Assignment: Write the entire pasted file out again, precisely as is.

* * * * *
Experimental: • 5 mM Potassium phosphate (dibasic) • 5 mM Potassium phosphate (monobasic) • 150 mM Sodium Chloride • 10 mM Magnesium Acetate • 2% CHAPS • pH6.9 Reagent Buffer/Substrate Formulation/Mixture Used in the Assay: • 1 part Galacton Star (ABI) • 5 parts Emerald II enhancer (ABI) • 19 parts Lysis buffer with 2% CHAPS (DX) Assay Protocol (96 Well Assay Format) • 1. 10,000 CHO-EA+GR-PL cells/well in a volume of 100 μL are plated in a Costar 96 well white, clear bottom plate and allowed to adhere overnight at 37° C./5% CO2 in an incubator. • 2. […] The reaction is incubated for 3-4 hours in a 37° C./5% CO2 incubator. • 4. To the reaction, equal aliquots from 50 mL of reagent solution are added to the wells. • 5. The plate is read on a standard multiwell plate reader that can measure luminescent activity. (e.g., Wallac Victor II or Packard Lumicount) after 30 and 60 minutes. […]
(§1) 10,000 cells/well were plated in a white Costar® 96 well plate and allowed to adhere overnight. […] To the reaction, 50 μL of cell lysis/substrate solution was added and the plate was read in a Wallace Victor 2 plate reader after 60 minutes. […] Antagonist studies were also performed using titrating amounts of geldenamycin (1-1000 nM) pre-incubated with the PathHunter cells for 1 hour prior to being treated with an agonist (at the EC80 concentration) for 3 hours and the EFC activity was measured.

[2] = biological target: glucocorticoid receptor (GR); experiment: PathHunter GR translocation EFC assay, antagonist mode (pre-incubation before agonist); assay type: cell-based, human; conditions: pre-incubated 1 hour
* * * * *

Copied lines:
Experimental: • 5 mM Potassium phosphate (dibasic) • 5 mM Potassium phosphate (monobasic) • 150 mM Sodium Chloride • 10 mM Magnesium Acetate • 2% CHAPS • pH6.9 Reagent Buffer/Substrate Formulation/Mixture Used in the Assay: • 1 part Galacton Star (ABI) • 5 parts Emerald II enhancer (ABI) • 19 parts Lysis buffer with 2% CHAPS (DX) Assay Protocol (96 Well Assay Format) • 1. 10,000 CHO-EA+GR-PL cells/well in a volume of 100 μL are plated in a Costar 96 well white, clear bottom plate and allowed to adhere overnight at 37° C./5% CO2 in an incubator. • 2. […] The reaction is incubated for 3-4 hours in a 37° C./5% CO2 incubator. • 4. To the reaction, equal aliquots from 50 mL of reagent solution are added to the wells. • 5. The plate is read on a standard multiwell plate reader that can measure luminescent activity. (e.g., Wallac Victor II or Packard Lumicount) after 30 and 60 minutes. […]
(§1) 10,000 cells/well were plated in a white Costar® 96 well plate and allowed to adhere overnight. […] To the reaction, 50 μL of cell lysis/substrate solution was added and the plate was read in a Wallace Victor 2 plate reader after 60 minutes. […] Antagonist studies were also performed using titrating amounts of geldenamycin (1-1000 nM) pre-incubated with the PathHunter cells for 1 hour prior to being treated with an agonist (at the EC80 concentration) for 3 hours and the EFC activity was measured.

[2] = biological target: glucocorticoid receptor (GR); experiment: PathHunter GR translocation EFC assay, antagonist mode (pre-incubation before agonist); assay type: cell-based, human; conditions: pre-incubated 1 hour